Post-NaNo Update – More Research

Because even when you’re writing the story – heck, even when you’re several editing passes in – research is never, ever done.

In this case, Buddhism. What can I say; I knew enough to start from, but getting specifics on it through my local library is… hmm. Shall we say, it’s easier to get the sensational-type stuff than plain “just the facts, ma’am”.

Besides, an interesting pic turned up in my internet searching while I was in the middle of NaNo and a character for it just showed up in my story and made herself helpful, while assisting in kicking evil butt.

So I’ve been having to do a bit of extra research just to make sure everything is plausible. Just in case. Because I read a lot of Japanese history, and much more manga, and that… shall we say, paints a very colorful view of the belief system.

(Pervert monk Miroku was one of my first introductions to a Buddhist character, ever. And after that – well. Genjyo Sanzo. Full stop.)

Not to mention, most of the image of American Buddhist monks and nuns in my head comes from Fire Monks: Zen Mind Meets Wildfire by Colleen Morton Busch. Wonderful true story, butย maybe not the best source for technicalities on what Zen is or isn’t, what general Buddhists do or don’t do? At least it shouldn’t be an only source!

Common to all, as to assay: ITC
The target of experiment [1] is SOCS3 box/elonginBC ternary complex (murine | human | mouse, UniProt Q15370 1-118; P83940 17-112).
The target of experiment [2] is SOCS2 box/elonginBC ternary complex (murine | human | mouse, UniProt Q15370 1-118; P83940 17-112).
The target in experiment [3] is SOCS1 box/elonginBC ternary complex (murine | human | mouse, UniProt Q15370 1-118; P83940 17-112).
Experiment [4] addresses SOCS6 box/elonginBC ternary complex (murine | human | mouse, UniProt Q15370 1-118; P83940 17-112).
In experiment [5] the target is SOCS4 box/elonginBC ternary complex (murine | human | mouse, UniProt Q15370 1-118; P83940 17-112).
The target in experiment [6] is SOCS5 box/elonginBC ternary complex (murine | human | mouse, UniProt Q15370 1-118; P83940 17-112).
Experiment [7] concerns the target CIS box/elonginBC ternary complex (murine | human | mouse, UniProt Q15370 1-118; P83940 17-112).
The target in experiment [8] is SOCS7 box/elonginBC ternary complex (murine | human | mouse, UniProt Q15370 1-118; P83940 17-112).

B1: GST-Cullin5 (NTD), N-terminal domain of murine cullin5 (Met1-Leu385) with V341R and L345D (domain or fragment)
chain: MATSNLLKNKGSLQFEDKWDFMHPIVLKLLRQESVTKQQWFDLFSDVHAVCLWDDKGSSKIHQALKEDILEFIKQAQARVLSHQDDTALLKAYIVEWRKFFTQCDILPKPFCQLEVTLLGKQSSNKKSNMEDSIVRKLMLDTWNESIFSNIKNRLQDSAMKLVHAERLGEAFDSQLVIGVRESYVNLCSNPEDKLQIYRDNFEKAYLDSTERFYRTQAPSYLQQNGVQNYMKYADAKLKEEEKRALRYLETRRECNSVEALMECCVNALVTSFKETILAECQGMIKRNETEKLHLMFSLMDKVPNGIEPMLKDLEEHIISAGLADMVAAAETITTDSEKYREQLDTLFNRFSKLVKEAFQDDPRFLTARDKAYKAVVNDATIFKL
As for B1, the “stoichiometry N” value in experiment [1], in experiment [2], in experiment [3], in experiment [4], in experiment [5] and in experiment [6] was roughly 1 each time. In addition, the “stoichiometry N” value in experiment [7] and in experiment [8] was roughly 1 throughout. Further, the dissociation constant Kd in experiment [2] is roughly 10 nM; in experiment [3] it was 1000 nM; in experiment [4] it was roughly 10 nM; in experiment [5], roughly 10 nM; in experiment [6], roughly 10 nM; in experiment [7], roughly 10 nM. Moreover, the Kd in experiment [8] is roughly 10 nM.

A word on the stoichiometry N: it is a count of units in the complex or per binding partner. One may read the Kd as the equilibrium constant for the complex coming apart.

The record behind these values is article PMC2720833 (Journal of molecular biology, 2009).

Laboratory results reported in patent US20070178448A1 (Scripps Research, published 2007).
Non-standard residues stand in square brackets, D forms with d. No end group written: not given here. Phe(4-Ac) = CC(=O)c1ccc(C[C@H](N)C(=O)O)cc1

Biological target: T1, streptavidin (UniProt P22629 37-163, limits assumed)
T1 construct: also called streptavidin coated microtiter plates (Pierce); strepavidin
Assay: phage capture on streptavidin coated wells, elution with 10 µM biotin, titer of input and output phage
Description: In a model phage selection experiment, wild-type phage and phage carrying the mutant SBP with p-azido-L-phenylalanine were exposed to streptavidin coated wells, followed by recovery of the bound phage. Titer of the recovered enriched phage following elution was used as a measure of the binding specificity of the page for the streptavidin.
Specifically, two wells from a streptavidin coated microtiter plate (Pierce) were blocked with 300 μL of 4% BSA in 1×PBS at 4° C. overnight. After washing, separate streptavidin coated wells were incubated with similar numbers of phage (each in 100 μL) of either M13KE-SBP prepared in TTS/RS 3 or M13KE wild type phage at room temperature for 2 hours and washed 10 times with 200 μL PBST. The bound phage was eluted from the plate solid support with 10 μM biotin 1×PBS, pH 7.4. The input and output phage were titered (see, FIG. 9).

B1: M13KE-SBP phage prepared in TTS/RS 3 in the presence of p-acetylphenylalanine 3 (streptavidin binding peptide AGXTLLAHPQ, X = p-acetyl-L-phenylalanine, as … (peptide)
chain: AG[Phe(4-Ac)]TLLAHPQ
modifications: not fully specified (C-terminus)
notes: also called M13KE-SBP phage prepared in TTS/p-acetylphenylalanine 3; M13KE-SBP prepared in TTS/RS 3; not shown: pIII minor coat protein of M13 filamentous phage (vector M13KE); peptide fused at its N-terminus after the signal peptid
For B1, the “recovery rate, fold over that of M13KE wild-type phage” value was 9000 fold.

Anyway, so far all the ducks seem to be in a row for that character. Thank goodness. Because if Myrrh’s little light-frying of vampires went viral, andย they know they need help with the Demongate… why shouldn’t a Californian Buddhist nun show up? ๐Ÿ˜‰


8 thoughts on “Post-NaNo Update – More Research

  1. Accuracy is good.

    Plus if you break the standard mold or have a character go against the norm, it helps to know what that mold or norm is. ๐Ÿ™‚

    Besides some people have the mindset of “whatever works” even when it comes to their religion.

    And as demonstrated by Sanzo, someone can be very devote, take their religion very seriously, and still not follow its standard playbook to the letter. Because reasons.

    Liked by 1 person

  2. Given that a lot of Japanese, Chinese, etc. people immigrated to California, it isn’t surprising that there are Californians who are Buddhist monks and nuns. The surprising thing is how many people become Buddhist monks who aren’t of Asian heritage.

    Liked by 1 person

    1. No more odd then Buddhism spreading to China, really, considering it started in India and a lot of the odder choices are there to speak directly about Hinduism. Given it’s one of the few evangelical religions out there, too, it’s not surprising it spread.

      Admittedly, it’s as convoluted as Christianity, you can pretty much find a sect for any thought. While a lot of Californians I know tend to the philosophical end of Buddhism, there’s both a fair amount of traditional and super modern versions. Note that traditional means Chinese, Korean, Vietnamese and Japanese versions…

      Liked by 1 person

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